Robert Niblock’s announcement he was retiring as the CEO of Lowe’s on March 26 was followed by a 7% one-day stock gain, suggesting investor dissatisfaction with his 13-year tenure at the Mooresville-based home-improvement retailer. The announcement billed Niblock’s impending departure as a CEO succession plan, though no successor was named. Instead, a search is under way, led by David Batchelder, a director favored by D.E. Shaw, the New York-based investment company that has criticized Niblock’s effectiveness. Shaw controlled about $1 billion in Lowe’s shares in January, according to Reuters.
A UNC Charlotte graduate who has worked for Lowe’s for 25 years, Niblock oversaw a tripling in Lowe’s stock-market value, while its store count doubled to 2,152. Revenue topped $69 billion last year. Like Carolina Panther fans wanting Cam Newton to replicate Tom Brady’s success, however, Niblock has long suffered by comparison with his peers at Atlanta-based stock-market star The Home Depot, where profits, sales and market value have increased at a faster clip.
Lowe’s next CEO is likely to come from outside the company, Craig Johnson, president of Customer Growth Partners, a New Canaan, Conn.-based investment-research firm, told The Wall Street Journal. Lowe’s No. 2 executive is Chief Operating Officer Richard Maltsbarger. He joined the company in 2004 and was chief development officer and president of international business before his latest promotion earlier this year. Niblock will remain CEO until his successor is appointed, Lowe’s spokeswoman Colleen Penhall says.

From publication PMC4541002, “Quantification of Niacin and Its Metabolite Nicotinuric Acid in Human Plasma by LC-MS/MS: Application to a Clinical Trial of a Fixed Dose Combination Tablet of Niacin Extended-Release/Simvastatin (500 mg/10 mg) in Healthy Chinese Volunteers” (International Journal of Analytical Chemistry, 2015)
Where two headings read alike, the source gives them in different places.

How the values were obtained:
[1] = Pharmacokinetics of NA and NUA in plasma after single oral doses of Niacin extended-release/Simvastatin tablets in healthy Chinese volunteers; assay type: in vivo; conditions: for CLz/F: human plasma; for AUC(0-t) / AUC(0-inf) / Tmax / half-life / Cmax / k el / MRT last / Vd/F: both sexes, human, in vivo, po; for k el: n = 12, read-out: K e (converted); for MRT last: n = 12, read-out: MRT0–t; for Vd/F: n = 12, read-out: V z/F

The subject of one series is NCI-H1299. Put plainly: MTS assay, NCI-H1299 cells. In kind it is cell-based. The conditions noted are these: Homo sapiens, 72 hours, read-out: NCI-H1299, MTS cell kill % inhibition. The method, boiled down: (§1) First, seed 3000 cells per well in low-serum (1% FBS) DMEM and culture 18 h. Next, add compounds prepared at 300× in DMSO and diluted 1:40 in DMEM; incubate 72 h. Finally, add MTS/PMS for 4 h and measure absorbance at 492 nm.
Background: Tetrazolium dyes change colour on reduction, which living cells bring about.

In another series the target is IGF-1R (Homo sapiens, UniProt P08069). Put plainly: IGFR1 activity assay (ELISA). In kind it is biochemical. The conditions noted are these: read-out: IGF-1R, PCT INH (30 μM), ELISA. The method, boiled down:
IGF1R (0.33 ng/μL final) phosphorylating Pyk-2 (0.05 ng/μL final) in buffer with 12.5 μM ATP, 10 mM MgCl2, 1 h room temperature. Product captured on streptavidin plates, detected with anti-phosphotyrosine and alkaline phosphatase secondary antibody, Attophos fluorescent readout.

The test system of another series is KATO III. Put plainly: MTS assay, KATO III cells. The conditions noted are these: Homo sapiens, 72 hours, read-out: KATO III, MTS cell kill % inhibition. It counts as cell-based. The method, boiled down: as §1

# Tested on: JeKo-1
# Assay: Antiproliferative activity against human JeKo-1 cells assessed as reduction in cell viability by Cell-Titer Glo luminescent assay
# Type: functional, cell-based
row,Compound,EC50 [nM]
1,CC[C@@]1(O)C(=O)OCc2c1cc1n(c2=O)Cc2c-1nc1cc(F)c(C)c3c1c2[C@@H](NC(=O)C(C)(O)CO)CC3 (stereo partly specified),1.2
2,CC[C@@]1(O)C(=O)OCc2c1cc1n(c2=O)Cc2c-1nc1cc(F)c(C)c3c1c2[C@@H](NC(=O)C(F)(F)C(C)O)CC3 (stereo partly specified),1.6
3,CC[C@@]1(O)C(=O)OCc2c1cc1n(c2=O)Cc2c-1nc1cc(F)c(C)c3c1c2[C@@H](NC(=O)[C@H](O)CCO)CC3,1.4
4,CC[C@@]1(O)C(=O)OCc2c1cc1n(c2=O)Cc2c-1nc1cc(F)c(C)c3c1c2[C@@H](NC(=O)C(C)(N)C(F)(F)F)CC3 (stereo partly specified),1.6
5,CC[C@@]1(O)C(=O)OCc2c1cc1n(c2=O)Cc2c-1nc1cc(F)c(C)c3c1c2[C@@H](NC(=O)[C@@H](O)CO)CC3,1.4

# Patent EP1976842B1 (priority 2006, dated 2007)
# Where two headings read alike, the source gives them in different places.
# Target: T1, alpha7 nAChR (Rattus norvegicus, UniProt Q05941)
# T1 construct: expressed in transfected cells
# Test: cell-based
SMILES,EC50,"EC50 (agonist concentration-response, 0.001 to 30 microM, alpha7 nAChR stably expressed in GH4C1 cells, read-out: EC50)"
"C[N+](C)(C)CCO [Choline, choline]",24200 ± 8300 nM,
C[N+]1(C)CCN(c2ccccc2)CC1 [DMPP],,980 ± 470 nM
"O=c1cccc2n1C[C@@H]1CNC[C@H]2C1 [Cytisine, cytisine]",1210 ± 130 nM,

“We are optimistic that the company will attract a new, top-notch talent to run the chain and that the whole of [Lowe’s] will benefit from a ‘fresh set of eyes’ within its senior ranks,” Oppenheimer analysts Brian Nagel and David Bellinger wrote in a March report.
While building its Lowe’s stake, D.E. Shaw won the right to nominate three directors to the board. One was Batchelder, an activist investor who fomented opposition to former Home Depot CEO Robert Nardelli and served on that company’s board from 2007-11.
Unnamed sources told Bloomberg that D.E. Shaw believes Lowe’s can triple its value with a new focus on sales growth including online marketing, where the company has lagged. “Robert leaves Lowe’s in excellent condition to execute on the tremendous value-creation opportunities ahead of the company,” Quentin Koffey, a portfolio manager with D.E. Shaw, told the news service.